I also do not agree with a section of the media and the Opposition for criticizing President Obama’s speech at the Taj in Mumbai for not mentioning Pakistan. Such criticism appears to me nothing but unproductive quibbling about details.

The US president is not here to badmouth Pakistan, though he did mention that country and terror emanating from its soil during an interaction session with Mumbai students. Diplomacy is not about loud-mouthed rhetoric but silent progress.

The transformation that the US’ relationship with New Delhi has undergone is a great turn-round from what it used to be during the Cold-War era. Now is the time to ambitiously turn that partnership to even more substantive interlock. President Obama must pick up from where his predecessor George Bush left.

However, let us not forget that the US desperately needs vast markets, such as India’s, which will buy its weapons, its processed foods, its technologies and products. Indian businesses are lapping up their competitors, acquiring global and US rivals menacingly. India itself remains a captive market of a billion-plus people, next only to China.

Addressing a press conference on November 3, immediately after his speech on the US mid-term election results, Obama hit upon the home truth. He said: “And we should be able to agree now that it makes no sense for China to have better rail systems than us and Singapore having better airports than us. And we just learned that China now has the fastest supercomputer on Earth. That used to be us.” Click for full text

Note the last sentence in the above quote: “That used to be us.” First, the Americans conceded manufacturing. Then, they gave away brain-intensive jobs. Now, Bangalore has better jobs than Boston. India has smartly turned itself into the world’s back-office. Americans want India to open up its retail, insurance and banking markets. On the foreign policy front, the US can only bank on India to counterweight China.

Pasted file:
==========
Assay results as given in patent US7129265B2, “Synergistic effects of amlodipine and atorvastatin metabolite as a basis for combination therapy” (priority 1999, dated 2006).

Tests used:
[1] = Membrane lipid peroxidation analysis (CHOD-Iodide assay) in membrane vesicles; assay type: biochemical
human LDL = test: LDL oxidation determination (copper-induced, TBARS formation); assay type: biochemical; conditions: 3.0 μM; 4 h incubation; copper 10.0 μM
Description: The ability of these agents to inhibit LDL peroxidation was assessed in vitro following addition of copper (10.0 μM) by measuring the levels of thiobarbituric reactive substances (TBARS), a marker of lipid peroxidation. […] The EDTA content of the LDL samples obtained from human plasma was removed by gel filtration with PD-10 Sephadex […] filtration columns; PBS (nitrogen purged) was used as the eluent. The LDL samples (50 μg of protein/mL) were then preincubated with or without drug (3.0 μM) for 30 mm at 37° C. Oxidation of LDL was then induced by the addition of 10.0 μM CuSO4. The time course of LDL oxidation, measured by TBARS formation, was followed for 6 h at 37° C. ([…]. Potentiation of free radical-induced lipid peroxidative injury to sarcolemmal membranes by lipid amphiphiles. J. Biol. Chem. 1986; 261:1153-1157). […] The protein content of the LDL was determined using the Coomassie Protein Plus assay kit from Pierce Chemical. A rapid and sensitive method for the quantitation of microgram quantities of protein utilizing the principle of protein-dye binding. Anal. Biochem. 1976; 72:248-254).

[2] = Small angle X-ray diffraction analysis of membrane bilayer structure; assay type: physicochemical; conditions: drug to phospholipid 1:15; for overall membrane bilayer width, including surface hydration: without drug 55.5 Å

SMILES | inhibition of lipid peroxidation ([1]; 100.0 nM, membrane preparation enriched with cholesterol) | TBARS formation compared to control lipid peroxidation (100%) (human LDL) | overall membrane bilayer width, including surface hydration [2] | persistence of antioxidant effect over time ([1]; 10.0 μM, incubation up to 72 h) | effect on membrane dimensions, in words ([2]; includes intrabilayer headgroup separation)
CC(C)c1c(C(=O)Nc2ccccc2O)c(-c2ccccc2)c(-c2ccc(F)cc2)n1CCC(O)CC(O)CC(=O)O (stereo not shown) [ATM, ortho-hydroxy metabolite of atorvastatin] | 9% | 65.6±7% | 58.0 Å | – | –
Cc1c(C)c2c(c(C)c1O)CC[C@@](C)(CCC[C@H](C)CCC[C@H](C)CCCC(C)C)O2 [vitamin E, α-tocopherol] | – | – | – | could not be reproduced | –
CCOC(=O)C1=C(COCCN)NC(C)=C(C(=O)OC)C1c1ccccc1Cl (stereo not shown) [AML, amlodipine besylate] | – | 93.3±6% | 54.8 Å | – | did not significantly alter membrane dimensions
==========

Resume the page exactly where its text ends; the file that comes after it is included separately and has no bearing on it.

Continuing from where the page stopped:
Richard Armitage, former deputy secretary of state, and Nicholas Burns, former under secretary of state for political affairs — who both serve on the Center for a New American Security — commissioned recent paper which stated that US should support India’s permanent membership in an enlarged United Nations Security Council.

Truth be told, the US is eyeing rich pickings from India. Therefore, India ought to pull off some smart deals and build on gains, such as the nuclear deal.

Let’s open up our markets for the US in return for tightening the screws on Pakistan, cracking down on terror emanating from it and limiting US military aid to that country.

India should munificently roll out its markets but push for a permanent seat in the Security Council. We must get the US to work harder for our national interests if we are to work for theirs. India’s economic surge should be at the heart of its foreign policy. And we must get President Obama to make Indo-US relationship a truly special one.

1 Star2 Stars3 Stars4 Stars5 Stars (17 votes, average: 4.47 out of 5)
Loading ... Loading ...